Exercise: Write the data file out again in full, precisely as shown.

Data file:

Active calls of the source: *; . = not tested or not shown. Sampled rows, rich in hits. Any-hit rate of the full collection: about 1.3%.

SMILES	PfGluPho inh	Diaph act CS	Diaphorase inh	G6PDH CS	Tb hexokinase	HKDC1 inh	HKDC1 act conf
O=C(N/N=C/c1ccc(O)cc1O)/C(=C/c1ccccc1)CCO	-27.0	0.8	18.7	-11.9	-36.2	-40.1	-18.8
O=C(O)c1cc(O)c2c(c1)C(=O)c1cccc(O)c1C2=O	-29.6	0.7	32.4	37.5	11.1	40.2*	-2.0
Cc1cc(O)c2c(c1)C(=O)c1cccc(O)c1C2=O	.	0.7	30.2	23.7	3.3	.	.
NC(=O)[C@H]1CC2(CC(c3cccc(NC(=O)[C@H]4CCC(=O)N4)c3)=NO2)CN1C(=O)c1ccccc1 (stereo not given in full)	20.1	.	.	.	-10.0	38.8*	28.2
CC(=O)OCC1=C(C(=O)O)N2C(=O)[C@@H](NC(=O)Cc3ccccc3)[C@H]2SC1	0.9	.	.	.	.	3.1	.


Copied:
Active calls of the source: *; . = not tested or not shown. Sampled rows, rich in hits. Any-hit rate of the full collection: about 1.3%.

SMILES	PfGluPho inh	Diaph act CS	Diaphorase inh	G6PDH CS	Tb hexokinase	HKDC1 inh	HKDC1 act conf
O=C(N/N=C/c1ccc(O)cc1O)/C(=C/c1ccccc1)CCO	-27.0	0.8	18.7	-11.9	-36.2	-40.1	-18.8
O=C(O)c1cc(O)c2c(c1)C(=O)c1cccc(O)c1C2=O	-29.6	0.7	32.4	37.5	11.1	40.2*	-2.0
Cc1cc(O)c2c(c1)C(=O)c1cccc(O)c1C2=O	.	0.7	30.2	23.7	3.3	.	.
NC(=O)[C@H]1CC2(CC(c3cccc(NC(=O)[C@H]4CCC(=O)N4)c3)=NO2)CN1C(=O)c1ccccc1 (stereo not given in full)	20.1	.	.	.	-10.0	38.8*	28.2
CC(=O)OCC1=C(C(=O)O)N2C(=O)[C@@H](NC(=O)Cc3ccccc3)[C@H]2SC1	0.9	.	.	.	.	3.1	.